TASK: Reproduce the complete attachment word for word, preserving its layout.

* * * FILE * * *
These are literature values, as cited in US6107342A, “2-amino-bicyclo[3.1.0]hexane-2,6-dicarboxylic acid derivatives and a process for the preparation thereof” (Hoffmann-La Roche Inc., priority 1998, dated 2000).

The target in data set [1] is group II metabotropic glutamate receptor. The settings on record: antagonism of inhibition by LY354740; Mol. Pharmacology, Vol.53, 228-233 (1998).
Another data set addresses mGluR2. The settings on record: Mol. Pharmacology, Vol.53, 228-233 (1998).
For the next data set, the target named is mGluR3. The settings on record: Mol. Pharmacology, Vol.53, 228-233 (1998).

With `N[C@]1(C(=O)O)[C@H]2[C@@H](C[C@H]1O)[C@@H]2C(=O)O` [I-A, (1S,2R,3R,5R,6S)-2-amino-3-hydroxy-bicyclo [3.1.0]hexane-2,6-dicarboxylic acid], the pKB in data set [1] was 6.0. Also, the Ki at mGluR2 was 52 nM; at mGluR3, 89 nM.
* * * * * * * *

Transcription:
These are literature values, as cited in US6107342A, “2-amino-bicyclo[3.1.0]hexane-2,6-dicarboxylic acid derivatives and a process for the preparation thereof” (Hoffmann-La Roche Inc., priority 1998, dated 2000).

The target in data set [1] is group II metabotropic glutamate receptor. The settings on record: antagonism of inhibition by LY354740; Mol. Pharmacology, Vol.53, 228-233 (1998).
Another data set addresses mGluR2. The settings on record: Mol. Pharmacology, Vol.53, 228-233 (1998).
For the next data set, the target named is mGluR3. The settings on record: Mol. Pharmacology, Vol.53, 228-233 (1998).

With `N[C@]1(C(=O)O)[C@H]2[C@@H](C[C@H]1O)[C@@H]2C(=O)O` [I-A, (1S,2R,3R,5R,6S)-2-amino-3-hydroxy-bicyclo [3.1.0]hexane-2,6-dicarboxylic acid], the pKB in data set [1] was 6.0. Also, the Ki at mGluR2 was 52 nM; at mGluR3, 89 nM.